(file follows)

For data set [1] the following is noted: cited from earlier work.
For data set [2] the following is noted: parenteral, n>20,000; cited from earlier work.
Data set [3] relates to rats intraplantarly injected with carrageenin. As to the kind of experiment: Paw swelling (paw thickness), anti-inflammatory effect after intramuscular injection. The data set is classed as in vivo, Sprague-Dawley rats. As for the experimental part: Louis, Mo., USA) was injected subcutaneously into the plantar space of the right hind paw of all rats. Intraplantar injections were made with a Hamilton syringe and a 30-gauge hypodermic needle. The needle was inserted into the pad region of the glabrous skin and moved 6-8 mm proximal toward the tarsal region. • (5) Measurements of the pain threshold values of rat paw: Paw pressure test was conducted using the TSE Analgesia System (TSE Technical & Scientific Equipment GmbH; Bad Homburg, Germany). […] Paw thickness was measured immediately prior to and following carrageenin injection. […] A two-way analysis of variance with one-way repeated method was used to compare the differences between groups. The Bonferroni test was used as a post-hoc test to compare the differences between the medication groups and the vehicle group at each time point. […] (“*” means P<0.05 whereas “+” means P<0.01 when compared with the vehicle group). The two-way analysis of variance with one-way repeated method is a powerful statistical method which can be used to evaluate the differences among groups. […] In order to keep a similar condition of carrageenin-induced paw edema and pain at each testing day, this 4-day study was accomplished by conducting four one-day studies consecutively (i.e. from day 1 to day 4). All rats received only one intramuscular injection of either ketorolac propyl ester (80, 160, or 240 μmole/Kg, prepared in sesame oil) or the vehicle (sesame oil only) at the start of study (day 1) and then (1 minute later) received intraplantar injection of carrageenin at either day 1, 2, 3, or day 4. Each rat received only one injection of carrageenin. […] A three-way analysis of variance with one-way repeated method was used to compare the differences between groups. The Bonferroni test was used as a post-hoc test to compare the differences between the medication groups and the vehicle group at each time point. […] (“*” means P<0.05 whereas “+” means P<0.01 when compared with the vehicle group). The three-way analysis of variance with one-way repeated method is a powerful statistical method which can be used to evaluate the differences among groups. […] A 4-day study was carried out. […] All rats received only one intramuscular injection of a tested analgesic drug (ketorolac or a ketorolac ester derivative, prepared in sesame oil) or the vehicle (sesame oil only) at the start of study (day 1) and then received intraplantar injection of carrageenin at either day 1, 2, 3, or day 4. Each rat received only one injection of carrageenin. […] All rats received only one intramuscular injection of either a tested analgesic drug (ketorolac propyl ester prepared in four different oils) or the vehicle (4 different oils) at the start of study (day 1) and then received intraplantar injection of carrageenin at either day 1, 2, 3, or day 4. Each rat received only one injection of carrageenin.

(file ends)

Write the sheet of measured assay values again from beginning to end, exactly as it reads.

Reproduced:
For data set [1] the following is noted: cited from earlier work.
For data set [2] the following is noted: parenteral, n>20,000; cited from earlier work.
Data set [3] relates to rats intraplantarly injected with carrageenin. As to the kind of experiment: Paw swelling (paw thickness), anti-inflammatory effect after intramuscular injection. The data set is classed as in vivo, Sprague-Dawley rats. As for the experimental part: Louis, Mo., USA) was injected subcutaneously into the plantar space of the right hind paw of all rats. Intraplantar injections were made with a Hamilton syringe and a 30-gauge hypodermic needle. The needle was inserted into the pad region of the glabrous skin and moved 6-8 mm proximal toward the tarsal region. • (5) Measurements of the pain threshold values of rat paw: Paw pressure test was conducted using the TSE Analgesia System (TSE Technical & Scientific Equipment GmbH; Bad Homburg, Germany). […] Paw thickness was measured immediately prior to and following carrageenin injection. […] A two-way analysis of variance with one-way repeated method was used to compare the differences between groups. The Bonferroni test was used as a post-hoc test to compare the differences between the medication groups and the vehicle group at each time point. […] (“*” means P<0.05 whereas “+” means P<0.01 when compared with the vehicle group). The two-way analysis of variance with one-way repeated method is a powerful statistical method which can be used to evaluate the differences among groups. […] In order to keep a similar condition of carrageenin-induced paw edema and pain at each testing day, this 4-day study was accomplished by conducting four one-day studies consecutively (i.e. from day 1 to day 4). All rats received only one intramuscular injection of either ketorolac propyl ester (80, 160, or 240 μmole/Kg, prepared in sesame oil) or the vehicle (sesame oil only) at the start of study (day 1) and then (1 minute later) received intraplantar injection of carrageenin at either day 1, 2, 3, or day 4. Each rat received only one injection of carrageenin. […] A three-way analysis of variance with one-way repeated method was used to compare the differences between groups. The Bonferroni test was used as a post-hoc test to compare the differences between the medication groups and the vehicle group at each time point. […] (“*” means P<0.05 whereas “+” means P<0.01 when compared with the vehicle group). The three-way analysis of variance with one-way repeated method is a powerful statistical method which can be used to evaluate the differences among groups. […] A 4-day study was carried out. […] All rats received only one intramuscular injection of a tested analgesic drug (ketorolac or a ketorolac ester derivative, prepared in sesame oil) or the vehicle (sesame oil only) at the start of study (day 1) and then received intraplantar injection of carrageenin at either day 1, 2, 3, or day 4. Each rat received only one injection of carrageenin. […] All rats received only one intramuscular injection of either a tested analgesic drug (ketorolac propyl ester prepared in four different oils) or the vehicle (4 different oils) at the start of study (day 1) and then received intraplantar injection of carrageenin at either day 1, 2, 3, or day 4. Each rat received only one injection of carrageenin.